In the early days of NASCAR racing, Jacksonville hosted Grand National Series races on six different occasions at Speedway Park, a half-mile track on the corner of Lenox Avenue and Plymouth Street on the Westside.
Fans attending these races got to see victories by early NASCAR stars like Herb Thomas and Lee Petty – but those who attended the city’s most historically notable race likely didn’t even understand its significance at the time.
On December 1, 1963, Speedway Park hosted the 1964 Jacksonville 200. For almost half of the race, Lee Petty’s son Richard – who would soon become a NASCAR star in his own right – led the way. But in the later laps, Wendell Scott from Danville, VA, took the lead and didn’t let go.
Scott, a World War II veteran and the only Black driver on the NASCAR circuit at the time, had joined NASCAR in 1954 and often placed in the top ten but had never won a race when he entered the Jacksonville 200, in which he drove a ’62 Chevrolet.
Scott won the race with a two-lap lead, but the checkered flag never waived for him. Instead, second-place driver Buck Baker was declared the immediate winner and given the trophy, while an irate Scott – who had kept driving for two extra laps out of confusion over the lack of checkered flag – was dubbed the third-place finisher.
Hours later, after the crowd of 5,000 had dispersed and Baker had run off with the trophy, NASCAR officials declared Scott the true winner and blamed the post-race fiasco on a “clerical error.” As a result, Scott is officially credited with completing 202 laps in the 200-lap race.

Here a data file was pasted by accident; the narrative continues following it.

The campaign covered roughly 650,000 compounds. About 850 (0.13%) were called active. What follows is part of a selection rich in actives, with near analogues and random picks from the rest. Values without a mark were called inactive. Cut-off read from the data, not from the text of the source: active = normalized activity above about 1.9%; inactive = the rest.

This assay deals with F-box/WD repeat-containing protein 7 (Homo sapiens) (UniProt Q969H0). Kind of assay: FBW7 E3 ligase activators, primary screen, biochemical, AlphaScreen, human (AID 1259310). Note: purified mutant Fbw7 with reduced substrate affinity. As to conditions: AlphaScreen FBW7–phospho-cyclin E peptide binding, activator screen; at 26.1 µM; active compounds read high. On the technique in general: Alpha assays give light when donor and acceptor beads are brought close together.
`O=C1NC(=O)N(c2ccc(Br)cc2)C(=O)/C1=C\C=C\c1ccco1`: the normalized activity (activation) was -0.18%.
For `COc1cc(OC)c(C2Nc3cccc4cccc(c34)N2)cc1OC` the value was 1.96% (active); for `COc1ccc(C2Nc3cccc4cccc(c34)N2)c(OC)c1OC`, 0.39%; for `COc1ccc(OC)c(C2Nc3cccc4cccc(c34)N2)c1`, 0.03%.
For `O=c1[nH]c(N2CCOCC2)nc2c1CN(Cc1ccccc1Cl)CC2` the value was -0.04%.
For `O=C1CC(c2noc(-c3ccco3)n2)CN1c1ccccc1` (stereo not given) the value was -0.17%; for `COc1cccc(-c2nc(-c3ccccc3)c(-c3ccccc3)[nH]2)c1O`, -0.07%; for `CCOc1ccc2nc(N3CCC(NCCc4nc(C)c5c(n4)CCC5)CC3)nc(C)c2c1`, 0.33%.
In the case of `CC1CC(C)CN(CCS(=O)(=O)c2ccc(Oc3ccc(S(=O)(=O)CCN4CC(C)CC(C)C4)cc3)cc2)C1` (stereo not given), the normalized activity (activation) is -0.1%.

Scott received the $1,000 prize money for the race, but the trophy was never returned to him.
The win in Jacksonville was the first for Scott, as well as the first win for any Black driver in a NASCAR series race. It remained the only win for a Black driver until Bubba Wallace’s victory at the 2013 Kroger 200.
Scott retired in 1973 with one career victory and dozens of top-ten finishes. Greased Lightning, a movie based on his life starring Richard Pryor, was released in 1977. He passed away in 1990 and was posthumously inducted into the NASCAR Hall of Fame in 2014.
Though Jacksonville’s NASCAR history was certainly short-lived, it did host Scott’s big victory – an important moment both for the sport and for racial equality.